Last week, Weezer released a new single, “Thank God for Girls,” the most recent iteration of leader Rivers Cuomo’s presentation of himself as a self-deprecating man-child.
The track finds the California quartet relying on absurdly juvenile humor to work through their own weird gender problems. “And you may encounter dragons or ruffians and be called upon / To employ your testosterone,” sings Cuomo, with a self-aware air of sarcasm. The lyrics are absurd, based on Cuomo’s perception that while men are out doing their “manly” things, women will always be around with “a big fat cannoli to shove in your mouth.” Lyrics like “She’s so big / She’s so strong / She’s so energetic in her sweaty overalls” seemed an insecure retort to a song like Raelynn’s “God Made Girls”; at Genius, Cuomo provided the following annotation for the verse:
“I’m so jealous of the hooker-uppers. Seems like it’s so easy to get laid now all these good looking athletic young guys r getting so much free sex it kills me. laxitutes. Such a bummer. Such a bummer. To be evaluated by women. To be graded. To be rated. Where do I stand? How big? How strong? How enduring? How energetic? How inventive? So sad that it comes to this. So sad. It IS a competition and I AM being compared.”
His explanation is so mindbogglingly slimy, it seems almost too pained to be serious. But even if “Thank God for Girls” represents a satirical character, it’s ironic that a man who wrote a very serious song called “The Girl Got Hot” is suddenly deeply concerned with being “evaluated” and “graded” on his physical attributes.
Historically, though, Cuomo has had no problem with the fact that his lyrics could be diary entries of a high-school boy—in fact, he’s spent his entire career propagating his retrograde antics. In 2010, he told the L.A. Times, “Maybe I haven’t matured in some ways that other 40-year-olds have. Or maybe I’m more willing to honor those immature voices inside myself that other 40-year-olds aren’t.”
It was a moment of honesty about his own catalog: though Weezer is beloved, its immature, backwards presentation isn’t anything new. Over 23 years, nine albums, and one seriously protracted Bachelor’s degree, Weezer has consistently cast women as objects that exist either for male pleasure, or as causers of their torment, while Cuomo continues to portray himself as an awkward and over-sexed suitor.
This philosophy emerged as early as track two on the group’s 1994 debut, Weezer or The Blue Album. On “No One Else,” Cuomo explains to listeners what he seeks from a partner, detailing his manipulative, obsessive expectations: “I want a girl who will laugh for no one else,” he sings. “When I’m away she puts her makeup on the shelf / When I’m away she never leaves the house / I want a girl who laughs for no one else.”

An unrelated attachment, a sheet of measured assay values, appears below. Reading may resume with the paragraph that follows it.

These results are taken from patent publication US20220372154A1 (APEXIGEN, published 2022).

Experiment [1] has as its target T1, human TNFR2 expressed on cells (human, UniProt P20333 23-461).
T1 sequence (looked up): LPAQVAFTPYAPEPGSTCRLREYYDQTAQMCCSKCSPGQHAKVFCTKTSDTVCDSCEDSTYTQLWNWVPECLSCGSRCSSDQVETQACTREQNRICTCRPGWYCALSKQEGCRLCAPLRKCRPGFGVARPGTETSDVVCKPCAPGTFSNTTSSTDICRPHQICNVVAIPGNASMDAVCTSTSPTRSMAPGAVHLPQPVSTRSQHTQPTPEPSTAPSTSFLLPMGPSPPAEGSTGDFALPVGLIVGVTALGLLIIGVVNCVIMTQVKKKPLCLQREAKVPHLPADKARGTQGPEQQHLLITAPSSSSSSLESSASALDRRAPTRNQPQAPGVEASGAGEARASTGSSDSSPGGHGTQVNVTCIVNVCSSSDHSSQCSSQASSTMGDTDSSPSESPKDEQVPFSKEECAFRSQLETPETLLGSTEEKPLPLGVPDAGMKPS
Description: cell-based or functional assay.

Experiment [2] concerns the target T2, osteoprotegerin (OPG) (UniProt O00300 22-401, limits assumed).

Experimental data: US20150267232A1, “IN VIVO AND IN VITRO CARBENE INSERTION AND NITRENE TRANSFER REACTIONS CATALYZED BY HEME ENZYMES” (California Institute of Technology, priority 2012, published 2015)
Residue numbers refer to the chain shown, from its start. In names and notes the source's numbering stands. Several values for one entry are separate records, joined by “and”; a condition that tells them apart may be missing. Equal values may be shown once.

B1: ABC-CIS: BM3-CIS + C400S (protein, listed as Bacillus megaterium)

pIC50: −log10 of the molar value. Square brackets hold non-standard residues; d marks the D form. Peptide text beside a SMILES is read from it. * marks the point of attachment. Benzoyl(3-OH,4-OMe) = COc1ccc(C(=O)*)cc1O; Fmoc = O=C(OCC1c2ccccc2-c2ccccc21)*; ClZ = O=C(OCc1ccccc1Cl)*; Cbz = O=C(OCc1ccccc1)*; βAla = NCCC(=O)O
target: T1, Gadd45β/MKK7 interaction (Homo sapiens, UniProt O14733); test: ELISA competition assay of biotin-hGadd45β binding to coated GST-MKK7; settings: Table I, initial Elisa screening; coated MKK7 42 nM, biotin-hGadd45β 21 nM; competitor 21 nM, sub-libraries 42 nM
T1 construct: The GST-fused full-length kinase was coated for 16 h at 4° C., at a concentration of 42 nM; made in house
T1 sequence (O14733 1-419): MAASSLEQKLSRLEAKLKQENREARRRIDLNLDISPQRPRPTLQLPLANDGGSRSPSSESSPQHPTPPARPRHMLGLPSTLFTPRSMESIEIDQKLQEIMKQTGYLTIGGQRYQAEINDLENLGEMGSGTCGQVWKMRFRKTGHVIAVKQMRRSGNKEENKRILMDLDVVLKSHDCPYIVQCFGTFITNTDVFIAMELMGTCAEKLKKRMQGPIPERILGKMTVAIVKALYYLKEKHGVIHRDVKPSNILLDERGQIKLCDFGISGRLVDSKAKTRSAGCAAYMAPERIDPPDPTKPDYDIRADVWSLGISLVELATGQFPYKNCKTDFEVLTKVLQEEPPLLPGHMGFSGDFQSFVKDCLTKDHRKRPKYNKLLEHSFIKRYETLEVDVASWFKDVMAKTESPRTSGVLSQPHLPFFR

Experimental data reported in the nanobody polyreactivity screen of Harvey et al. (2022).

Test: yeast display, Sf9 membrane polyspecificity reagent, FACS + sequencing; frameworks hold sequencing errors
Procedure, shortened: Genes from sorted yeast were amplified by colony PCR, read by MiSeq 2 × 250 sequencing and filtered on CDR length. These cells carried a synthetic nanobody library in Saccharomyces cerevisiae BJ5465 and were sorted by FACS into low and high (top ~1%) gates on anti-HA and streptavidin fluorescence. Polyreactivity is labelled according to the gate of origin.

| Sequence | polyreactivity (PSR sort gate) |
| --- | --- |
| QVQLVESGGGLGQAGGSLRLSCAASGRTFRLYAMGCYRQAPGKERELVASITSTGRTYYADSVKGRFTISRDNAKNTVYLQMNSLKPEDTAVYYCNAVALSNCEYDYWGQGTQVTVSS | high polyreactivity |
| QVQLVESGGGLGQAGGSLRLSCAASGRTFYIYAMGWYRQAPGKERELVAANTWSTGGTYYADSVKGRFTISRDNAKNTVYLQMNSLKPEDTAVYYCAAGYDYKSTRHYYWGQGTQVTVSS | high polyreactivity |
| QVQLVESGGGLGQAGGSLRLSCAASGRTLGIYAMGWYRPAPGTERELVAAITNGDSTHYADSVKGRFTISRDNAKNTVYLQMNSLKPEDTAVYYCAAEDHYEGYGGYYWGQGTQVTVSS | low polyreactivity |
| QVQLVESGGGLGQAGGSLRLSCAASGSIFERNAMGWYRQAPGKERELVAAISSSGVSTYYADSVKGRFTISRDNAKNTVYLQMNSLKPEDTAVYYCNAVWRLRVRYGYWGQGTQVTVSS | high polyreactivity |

Poppier hits like “Undone (The Sweater Song)” and “Buddy Holly” overshadowed “No One Else,” though, and Cuomo was cast as a beloved, sensitive dweeb whose desire is his greatest downfall. Perhaps the main source of this narrative was the “Buddy Holly” video, in which Cuomo and co. are quaintly spliced into a scene from the 1950s sitcom-themed “Happy Days.” The cardigan-clad quartet proceed to explain that, while they cannot physically protect their girl, their love is “for all time.”
Weezer’s sophomore record, Pinkerton, was born during a post-Blue Album break during which Cuomo enrolled at Harvard and underwent serious leg corrective surgery (Cuomo’s left leg was born 44 mm shorter than his right). Doped up on painkillers and hobbling around campus with a cane, Cuomo dove deep into his sexual frustration and self-destruction while writing the record. He told the New York Times in 2006, “I grew a long beard and walked around with my cane. The only time I could write songs was when my frozen dinner was in the microwave. The rest of the time I was doing homework.”
In album opener “Tired of Sex,” the singer explains that he’s “spread so thin” by his rotating cast of hookups and, as a result, has lost himself. The subsequent songs follow Cuomo’s narrator on his brutally honest quest for pleasure in which he is spurned by lovers, trapped by the fear of loneliness, and driven to hopelessness by the failure of two past relationships. By the end of the album, Cuomo reaches some level of dodgy self-accountability, singing, “But who do I got to blame? / Nobody but me” (“The Good Life”) and “I’m sorry for what I did / I did what my body told me to” (“Butterfly”).
In a letter to the Weezer Fan Club on July 10, 1996, two months before the release of Pinkerton, Cuomo wrote: